Declining post-war defense budgets, the increased pace of technological change and globalization are combining to reshape the defense industry. The question is whether we can reinvent ourselves or be dragged through impending change involuntarily.

Today more than one-third of all platform and service dollars spent by the Pentagon are with nontraditional commercial and international companies, according to a recent study by Booz & Co. (see page 47). Combined with the sharp drop in defense spending, U.S. defense companies are chasing a declining share of a declining market with fewer funds allocated for the development of next-generation technology.

Such change will become a growing problem if not properly managed. For generations the Pentagon has been a technology exporter to the commercial sector of transformational capabilities such as GPS and the initial Internet developments. Today it is increasingly becoming an importer of the technological advances taking place all around us. For example, given the role of information technology in everything from commerce to national security, we are increasingly relying on commercial industry for software and tools. Companies like Google and SpaceX are moving into defense. Soldiers can use smartphones to obtain real-time surveillance from drones or coordinate with fellow troops via text-messaging.

Unfortunately, there are no defense companies among the top 20 industrial research and development spenders worldwide. In fact, the company-funded R&D budgets of the top five U.S. defense contractors combined still would not put defense on the list. Next-generation commercial technology speeds ahead in areas such as 3-D printing, renewable energy, nanotechnology, autonomous vehicles and the Cloud.

Meanwhile, globalization is altering the defense industry in much the same way it has revamped other businesses. We live in a borderless world. China makes iPhones. Ohio builds Hondas. India produces generic drugs. No U.S. weapons system today is made without foreign parts and suppliers. In fact, the biggest U.S. military acquisition in history—the Joint Strike Fighter—has nine partner countries participating in its development.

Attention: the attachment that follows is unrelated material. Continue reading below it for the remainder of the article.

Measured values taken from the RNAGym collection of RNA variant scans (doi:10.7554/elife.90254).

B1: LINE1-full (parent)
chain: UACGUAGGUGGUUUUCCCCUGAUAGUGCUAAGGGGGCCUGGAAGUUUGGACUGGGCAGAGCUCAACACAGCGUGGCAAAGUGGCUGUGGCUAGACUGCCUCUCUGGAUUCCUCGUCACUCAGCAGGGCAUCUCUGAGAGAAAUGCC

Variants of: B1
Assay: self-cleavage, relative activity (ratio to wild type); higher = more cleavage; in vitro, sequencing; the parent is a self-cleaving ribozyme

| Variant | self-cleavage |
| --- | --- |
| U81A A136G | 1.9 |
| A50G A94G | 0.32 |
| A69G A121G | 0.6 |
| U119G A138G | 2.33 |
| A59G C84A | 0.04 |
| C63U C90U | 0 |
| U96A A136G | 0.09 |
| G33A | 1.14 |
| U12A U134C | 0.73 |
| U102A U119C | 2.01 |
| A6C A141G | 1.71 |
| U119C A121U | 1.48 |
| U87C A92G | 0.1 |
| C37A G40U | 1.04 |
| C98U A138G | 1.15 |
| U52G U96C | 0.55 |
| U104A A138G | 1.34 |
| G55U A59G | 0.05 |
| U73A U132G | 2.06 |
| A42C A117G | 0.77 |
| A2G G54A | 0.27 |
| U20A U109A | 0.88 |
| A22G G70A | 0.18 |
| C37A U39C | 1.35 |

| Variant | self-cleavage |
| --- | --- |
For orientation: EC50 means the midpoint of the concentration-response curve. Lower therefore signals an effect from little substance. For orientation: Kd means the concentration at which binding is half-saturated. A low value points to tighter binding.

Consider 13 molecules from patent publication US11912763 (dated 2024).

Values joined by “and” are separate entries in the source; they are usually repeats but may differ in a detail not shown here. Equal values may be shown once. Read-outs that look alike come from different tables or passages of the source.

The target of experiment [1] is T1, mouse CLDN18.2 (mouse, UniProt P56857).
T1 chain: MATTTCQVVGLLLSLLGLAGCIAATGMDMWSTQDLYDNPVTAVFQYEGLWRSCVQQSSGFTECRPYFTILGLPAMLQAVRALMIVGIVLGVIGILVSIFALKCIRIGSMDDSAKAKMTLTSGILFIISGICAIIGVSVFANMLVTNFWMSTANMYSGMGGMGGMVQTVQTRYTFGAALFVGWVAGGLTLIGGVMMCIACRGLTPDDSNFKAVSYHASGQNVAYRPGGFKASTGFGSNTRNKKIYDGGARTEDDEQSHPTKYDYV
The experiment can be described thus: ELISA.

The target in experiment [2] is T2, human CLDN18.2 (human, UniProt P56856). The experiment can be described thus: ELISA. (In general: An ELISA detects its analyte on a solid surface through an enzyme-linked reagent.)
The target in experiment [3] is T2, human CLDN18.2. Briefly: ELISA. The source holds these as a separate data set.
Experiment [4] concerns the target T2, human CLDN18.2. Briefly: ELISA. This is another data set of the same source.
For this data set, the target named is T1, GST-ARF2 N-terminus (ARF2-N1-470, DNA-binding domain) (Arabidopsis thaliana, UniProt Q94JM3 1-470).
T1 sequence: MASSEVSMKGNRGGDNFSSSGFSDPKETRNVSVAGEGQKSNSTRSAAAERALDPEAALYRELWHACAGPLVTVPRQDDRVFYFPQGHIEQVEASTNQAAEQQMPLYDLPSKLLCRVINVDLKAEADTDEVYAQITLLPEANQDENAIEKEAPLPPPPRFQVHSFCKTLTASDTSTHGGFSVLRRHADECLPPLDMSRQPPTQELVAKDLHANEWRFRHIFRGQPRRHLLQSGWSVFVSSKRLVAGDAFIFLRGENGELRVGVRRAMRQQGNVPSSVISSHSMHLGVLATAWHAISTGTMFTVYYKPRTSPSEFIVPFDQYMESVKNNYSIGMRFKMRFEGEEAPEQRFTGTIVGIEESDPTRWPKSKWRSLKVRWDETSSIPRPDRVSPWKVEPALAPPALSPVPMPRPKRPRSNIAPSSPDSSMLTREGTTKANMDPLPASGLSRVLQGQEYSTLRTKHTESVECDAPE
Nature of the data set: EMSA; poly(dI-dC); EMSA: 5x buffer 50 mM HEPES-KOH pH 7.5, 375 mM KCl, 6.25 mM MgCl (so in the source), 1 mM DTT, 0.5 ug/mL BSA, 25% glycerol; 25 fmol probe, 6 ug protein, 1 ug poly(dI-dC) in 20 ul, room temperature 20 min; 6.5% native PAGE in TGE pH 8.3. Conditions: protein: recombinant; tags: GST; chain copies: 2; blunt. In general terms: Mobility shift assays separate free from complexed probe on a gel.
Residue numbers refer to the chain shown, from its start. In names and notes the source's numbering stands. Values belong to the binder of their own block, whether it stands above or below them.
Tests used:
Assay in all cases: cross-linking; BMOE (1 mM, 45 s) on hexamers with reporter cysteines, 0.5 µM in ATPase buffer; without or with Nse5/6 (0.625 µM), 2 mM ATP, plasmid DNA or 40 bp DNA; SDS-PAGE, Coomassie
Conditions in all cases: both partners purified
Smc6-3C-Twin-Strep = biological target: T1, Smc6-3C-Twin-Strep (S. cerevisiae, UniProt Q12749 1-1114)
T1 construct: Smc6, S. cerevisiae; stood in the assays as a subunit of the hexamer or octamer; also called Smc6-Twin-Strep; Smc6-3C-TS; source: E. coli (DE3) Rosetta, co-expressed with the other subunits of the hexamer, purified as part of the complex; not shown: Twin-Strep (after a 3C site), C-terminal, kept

How can the Pentagon and industry benefit the most from today's changing landscape? I would suggest three steps:

•For starters, the U.S. government should allow further consolidation where necessary, so industry can streamline operations and focus resources on the technology development that maintains U.S. pre-eminence globally. With a greater than 20% drop in defense spending in recent years, it is not possible or desirable to retain the current industry structure in these circumstances.

•Second, government and industry should more fully embrace globalization to benefit from the investments made by key U.S. allies and partners.

•Third, the Pentagon should pursue genuine acquisition reform, not just for the conventional reasons of lowering costs and reducing schedules. The goals of reform should include lowering the barriers to entry in the defense market to allow better access to commercial technology.

Taken together, competition would increase despite further consolidation if the U.S. concurrently made it easier for all companies to vie openly and fairly. This could only happen if the Pentagon overhauled its Byzantine acquisition process.

So far, the defense industry is moving slowly to adjust to this emerging environment. The largely financial focus on keeping stock prices high through share repurchases and increasing dividends has thus far deferred deeper consolidation or increased investments in next-generation, disruptive technology.

Short-term actions like this cannot go on indefinitely in a declining market. For real change to occur, U.S. defense companies must increase spending on research and development and leverage the world's best technology, especially from nations that purchase our defense systems and train and fight alongside our armed forces.

Ultimately, the Pentagon and our industry must let global free-market instincts prevail. That is the best and only way to harness the benefits of change and maintain U.S. technological superiority in the wake of this next evolution in the defense industry.

When it comes to our defense, today the U.S. has a unique opportunity to look beyond its borders, both physical and mental, and turn the tide of global and technological change to its advantage.

Lynn is the CEO of Finmeccanica North America and DRS Technologies and a former U.S. deputy secretary of defense.